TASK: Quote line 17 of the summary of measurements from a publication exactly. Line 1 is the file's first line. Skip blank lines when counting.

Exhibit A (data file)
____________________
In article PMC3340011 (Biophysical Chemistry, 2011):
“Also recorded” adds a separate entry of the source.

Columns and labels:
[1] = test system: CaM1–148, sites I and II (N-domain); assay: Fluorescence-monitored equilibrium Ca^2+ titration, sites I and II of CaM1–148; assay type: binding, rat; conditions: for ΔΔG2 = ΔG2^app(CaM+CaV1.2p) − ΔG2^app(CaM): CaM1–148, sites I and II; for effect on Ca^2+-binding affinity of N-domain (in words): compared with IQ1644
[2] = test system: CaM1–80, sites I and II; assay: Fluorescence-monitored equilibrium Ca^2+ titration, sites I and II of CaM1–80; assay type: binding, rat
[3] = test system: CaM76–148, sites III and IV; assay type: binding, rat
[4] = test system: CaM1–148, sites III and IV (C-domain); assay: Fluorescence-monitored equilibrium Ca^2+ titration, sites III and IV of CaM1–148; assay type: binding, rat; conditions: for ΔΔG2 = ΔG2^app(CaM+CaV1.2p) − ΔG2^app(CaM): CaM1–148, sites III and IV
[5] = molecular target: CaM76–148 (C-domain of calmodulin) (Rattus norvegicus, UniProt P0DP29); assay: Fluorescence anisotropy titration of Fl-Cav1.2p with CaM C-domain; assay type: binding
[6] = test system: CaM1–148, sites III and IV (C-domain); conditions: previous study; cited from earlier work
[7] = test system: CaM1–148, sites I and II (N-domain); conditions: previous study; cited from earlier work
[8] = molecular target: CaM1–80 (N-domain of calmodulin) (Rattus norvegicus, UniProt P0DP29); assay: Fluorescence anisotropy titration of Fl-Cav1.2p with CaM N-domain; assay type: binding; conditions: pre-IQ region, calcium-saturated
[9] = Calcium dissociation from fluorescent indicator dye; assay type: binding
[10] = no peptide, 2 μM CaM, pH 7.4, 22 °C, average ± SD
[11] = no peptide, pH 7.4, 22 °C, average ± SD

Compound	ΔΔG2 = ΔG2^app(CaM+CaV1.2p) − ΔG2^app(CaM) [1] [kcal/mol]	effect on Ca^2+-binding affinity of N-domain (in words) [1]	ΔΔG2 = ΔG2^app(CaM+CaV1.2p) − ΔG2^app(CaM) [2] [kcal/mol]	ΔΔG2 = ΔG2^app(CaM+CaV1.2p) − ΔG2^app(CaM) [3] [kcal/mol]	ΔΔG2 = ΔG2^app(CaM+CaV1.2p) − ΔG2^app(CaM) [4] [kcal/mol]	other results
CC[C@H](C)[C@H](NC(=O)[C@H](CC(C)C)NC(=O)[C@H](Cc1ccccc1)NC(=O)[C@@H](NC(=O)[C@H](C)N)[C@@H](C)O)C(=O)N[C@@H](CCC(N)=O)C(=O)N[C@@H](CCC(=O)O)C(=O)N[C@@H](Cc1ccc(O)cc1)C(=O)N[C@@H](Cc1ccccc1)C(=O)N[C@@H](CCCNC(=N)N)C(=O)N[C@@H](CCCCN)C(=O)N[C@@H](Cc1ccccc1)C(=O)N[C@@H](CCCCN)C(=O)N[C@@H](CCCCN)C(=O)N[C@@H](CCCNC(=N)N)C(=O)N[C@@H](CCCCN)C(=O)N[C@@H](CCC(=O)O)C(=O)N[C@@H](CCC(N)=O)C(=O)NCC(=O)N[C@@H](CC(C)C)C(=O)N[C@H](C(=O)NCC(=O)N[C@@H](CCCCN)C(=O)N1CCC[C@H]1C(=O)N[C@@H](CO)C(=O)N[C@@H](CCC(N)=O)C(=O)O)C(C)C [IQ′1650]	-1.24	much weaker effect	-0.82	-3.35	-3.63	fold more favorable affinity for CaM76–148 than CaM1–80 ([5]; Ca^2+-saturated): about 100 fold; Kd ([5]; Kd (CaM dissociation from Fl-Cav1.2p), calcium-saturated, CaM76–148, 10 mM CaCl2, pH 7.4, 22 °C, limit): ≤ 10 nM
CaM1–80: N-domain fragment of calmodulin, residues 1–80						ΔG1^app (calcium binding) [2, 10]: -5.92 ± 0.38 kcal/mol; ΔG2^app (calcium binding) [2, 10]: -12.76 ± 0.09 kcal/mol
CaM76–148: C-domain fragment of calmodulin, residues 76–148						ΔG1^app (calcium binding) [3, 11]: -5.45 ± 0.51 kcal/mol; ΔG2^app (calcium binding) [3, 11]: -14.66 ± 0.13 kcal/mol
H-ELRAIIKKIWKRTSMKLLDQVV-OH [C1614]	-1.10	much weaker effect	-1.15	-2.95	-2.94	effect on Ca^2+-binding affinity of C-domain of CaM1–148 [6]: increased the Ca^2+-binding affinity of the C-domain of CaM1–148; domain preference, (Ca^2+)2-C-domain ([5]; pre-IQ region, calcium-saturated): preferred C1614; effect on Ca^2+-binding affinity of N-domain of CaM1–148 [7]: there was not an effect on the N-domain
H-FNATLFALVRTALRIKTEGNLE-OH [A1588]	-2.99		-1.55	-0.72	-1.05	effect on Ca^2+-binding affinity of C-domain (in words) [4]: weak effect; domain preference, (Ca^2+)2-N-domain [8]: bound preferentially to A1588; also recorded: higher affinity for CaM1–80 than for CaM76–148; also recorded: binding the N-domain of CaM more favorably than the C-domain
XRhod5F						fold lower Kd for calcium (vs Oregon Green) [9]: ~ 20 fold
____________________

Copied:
CaM1–80: N-domain fragment of calmodulin, residues 1–80						ΔG1^app (calcium binding) [2, 10]: -5.92 ± 0.38 kcal/mol; ΔG2^app (calcium binding) [2, 10]: -12.76 ± 0.09 kcal/mol